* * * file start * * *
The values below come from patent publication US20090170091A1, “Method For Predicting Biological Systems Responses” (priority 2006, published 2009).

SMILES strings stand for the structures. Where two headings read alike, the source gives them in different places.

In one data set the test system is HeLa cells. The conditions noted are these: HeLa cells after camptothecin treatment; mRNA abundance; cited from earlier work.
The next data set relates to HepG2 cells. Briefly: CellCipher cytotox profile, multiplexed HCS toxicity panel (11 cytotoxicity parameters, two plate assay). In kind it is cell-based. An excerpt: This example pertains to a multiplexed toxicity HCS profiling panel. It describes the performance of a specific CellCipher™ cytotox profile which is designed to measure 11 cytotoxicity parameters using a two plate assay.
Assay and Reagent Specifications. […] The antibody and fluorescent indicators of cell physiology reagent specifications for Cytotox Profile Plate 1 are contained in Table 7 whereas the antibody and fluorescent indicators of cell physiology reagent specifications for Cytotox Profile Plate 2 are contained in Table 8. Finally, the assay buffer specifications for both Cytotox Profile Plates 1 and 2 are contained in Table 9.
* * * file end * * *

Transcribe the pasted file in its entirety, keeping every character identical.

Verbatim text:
The values below come from patent publication US20090170091A1, “Method For Predicting Biological Systems Responses” (priority 2006, published 2009).

SMILES strings stand for the structures. Where two headings read alike, the source gives them in different places.

In one data set the test system is HeLa cells. The conditions noted are these: HeLa cells after camptothecin treatment; mRNA abundance; cited from earlier work.
The next data set relates to HepG2 cells. Briefly: CellCipher cytotox profile, multiplexed HCS toxicity panel (11 cytotoxicity parameters, two plate assay). In kind it is cell-based. An excerpt: This example pertains to a multiplexed toxicity HCS profiling panel. It describes the performance of a specific CellCipher™ cytotox profile which is designed to measure 11 cytotoxicity parameters using a two plate assay.
Assay and Reagent Specifications. […] The antibody and fluorescent indicators of cell physiology reagent specifications for Cytotox Profile Plate 1 are contained in Table 7 whereas the antibody and fluorescent indicators of cell physiology reagent specifications for Cytotox Profile Plate 2 are contained in Table 8. Finally, the assay buffer specifications for both Cytotox Profile Plates 1 and 2 are contained in Table 9.